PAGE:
I think the way to look at it is that the current search will give a useful result in any case: either some evidence of gravitational waves, or a new, better, upper limit that tells us that if GWs of the kind we are looking for really do exist, they must be weaker than the current observatory sensitivity. This would be a valid result as well, and the best we can do until Advanced LIGO and LISA are up and running, I guess.

BRM

Stranger7777
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Yes, again. We will

Yes, again. We will understand better whether GW exist or not. But...
I have a simple suggestion that comes to my mind right when I're read your posts. So, we are looking for signs of weak interactions just like we are looking for distribution of HydroGen in universe (just what Seti@home do really instead of looking for extraterrestrial intelligence). But we can simply predict the form, the shape and the factor of the signals we are looking for.
We have gravitational interactions right here in our solar system (between sun and huge planets for e.g.) that we can measure (using Newton mechanics). I understand that weak interactions are extremely smaller and we can't register them. But we may imagine for e.g. the measure of interaction between sun and Jupiter as 1 (the measurement doesn't play any role this time) and extrapolate this on any other model from Big Bang to Supernovae explosion just using mass proportions (I suppose, the mass of interacted bodies is the main component in gravitation equations). Rigth after that we can imagine the magnitude of the expected GW and conclude whether our instruments just sensitive enough to sense these waves or not in this time). I think that something goes wrong because we haven't find any source for about 2 years. This may be because of weakening the signal over the time-space, or because our instruments are too rough to find them. I thing (it's like simple eye-glasses) that we have to see the "light" to tune up instruments to look at it better. Right now we don't have any evidence of GW, except that the theory predicts. Am I right?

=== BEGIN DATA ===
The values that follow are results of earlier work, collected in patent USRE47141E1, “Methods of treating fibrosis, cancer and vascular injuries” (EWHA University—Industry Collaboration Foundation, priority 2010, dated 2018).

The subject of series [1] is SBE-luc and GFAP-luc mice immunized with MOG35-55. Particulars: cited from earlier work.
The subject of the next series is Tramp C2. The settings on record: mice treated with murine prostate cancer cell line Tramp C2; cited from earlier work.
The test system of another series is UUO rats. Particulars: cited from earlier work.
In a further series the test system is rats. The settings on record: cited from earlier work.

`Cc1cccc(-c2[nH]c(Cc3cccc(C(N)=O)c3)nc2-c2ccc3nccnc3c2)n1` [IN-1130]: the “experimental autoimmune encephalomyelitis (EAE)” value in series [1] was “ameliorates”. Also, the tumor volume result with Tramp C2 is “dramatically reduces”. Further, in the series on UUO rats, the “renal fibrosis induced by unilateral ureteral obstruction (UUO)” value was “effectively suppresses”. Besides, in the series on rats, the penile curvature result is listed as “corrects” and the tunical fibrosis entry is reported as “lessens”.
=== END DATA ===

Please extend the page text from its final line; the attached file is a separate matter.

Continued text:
Dan G.
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S5 will end on Sept. 1, or

S5 will end on Sept. 1, or Oct. 1, or Nov. 1. It depends on the readiness of Enhanced LIGO. It goes like this: S5 ends, then there is one month freeze while they make calibration/postrun measurements on the IFO, then they commission Enhanced LIGO ~ 18 months (factor of about 2 improvement in sensitivity, or 8 in volume and hence rate), then they run S6 out to the start of 2011. At ~2011, shutdown for Advanced LIGO installation, ~3 years, come back online 2014, commission X number of years, gain of factor of 10-15 in sensitivity, the cube of that in rate, and then ... some 40 events per year of binary neutron star inspirals ... is the belief.

_dan

tullio
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I think VIRGO has started its

I think VIRGO has started its first science run. See www.virgo.infn.it. I don't know if these data will be available to einstein@home,but I hope so.
Tullio